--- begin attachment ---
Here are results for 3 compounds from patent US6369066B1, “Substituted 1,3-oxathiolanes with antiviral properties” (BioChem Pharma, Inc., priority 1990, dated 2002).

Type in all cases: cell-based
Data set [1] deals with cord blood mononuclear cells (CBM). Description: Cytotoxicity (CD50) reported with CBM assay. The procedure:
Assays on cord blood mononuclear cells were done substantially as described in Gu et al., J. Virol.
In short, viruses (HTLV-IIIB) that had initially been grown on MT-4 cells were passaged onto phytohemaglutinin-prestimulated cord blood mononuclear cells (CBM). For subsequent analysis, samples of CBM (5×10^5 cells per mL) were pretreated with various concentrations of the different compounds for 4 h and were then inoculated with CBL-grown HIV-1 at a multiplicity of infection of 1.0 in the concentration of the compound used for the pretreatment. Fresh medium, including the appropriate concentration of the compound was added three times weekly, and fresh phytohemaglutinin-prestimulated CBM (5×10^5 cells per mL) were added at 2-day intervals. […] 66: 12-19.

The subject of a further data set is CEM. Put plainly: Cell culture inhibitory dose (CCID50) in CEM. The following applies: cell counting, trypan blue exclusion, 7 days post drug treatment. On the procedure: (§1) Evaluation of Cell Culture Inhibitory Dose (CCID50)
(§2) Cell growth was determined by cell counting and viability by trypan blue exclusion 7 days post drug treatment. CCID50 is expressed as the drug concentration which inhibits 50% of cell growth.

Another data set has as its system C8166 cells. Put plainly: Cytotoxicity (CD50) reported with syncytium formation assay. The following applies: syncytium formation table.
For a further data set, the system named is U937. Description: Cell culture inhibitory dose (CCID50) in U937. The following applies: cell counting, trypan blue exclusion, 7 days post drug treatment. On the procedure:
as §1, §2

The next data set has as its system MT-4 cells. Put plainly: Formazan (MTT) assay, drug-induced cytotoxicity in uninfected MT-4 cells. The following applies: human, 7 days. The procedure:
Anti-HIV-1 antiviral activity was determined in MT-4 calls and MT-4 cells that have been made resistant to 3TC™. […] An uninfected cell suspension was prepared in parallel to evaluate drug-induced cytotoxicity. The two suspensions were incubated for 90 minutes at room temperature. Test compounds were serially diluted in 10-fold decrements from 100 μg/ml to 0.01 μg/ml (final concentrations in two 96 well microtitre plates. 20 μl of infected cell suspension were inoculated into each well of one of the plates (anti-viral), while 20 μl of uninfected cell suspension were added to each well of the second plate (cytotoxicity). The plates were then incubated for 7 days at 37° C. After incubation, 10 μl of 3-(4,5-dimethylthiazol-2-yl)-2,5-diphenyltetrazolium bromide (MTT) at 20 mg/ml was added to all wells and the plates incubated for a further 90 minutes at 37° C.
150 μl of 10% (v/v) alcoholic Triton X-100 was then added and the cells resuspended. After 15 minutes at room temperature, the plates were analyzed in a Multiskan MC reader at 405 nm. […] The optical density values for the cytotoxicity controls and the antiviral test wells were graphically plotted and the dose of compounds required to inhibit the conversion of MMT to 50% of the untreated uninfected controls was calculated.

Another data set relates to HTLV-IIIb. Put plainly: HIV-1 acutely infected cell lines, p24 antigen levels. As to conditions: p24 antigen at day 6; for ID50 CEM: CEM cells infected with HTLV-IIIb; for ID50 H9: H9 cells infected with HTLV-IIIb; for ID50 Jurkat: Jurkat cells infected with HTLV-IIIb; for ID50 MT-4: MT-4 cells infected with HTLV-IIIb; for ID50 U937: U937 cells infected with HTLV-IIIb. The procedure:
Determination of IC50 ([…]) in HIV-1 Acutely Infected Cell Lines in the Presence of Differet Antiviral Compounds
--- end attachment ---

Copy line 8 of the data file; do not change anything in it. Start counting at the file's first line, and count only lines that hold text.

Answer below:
Another data set has as its system C8166 cells. Put plainly: Cytotoxicity (CD50) reported with syncytium formation assay. The following applies: syncytium formation table.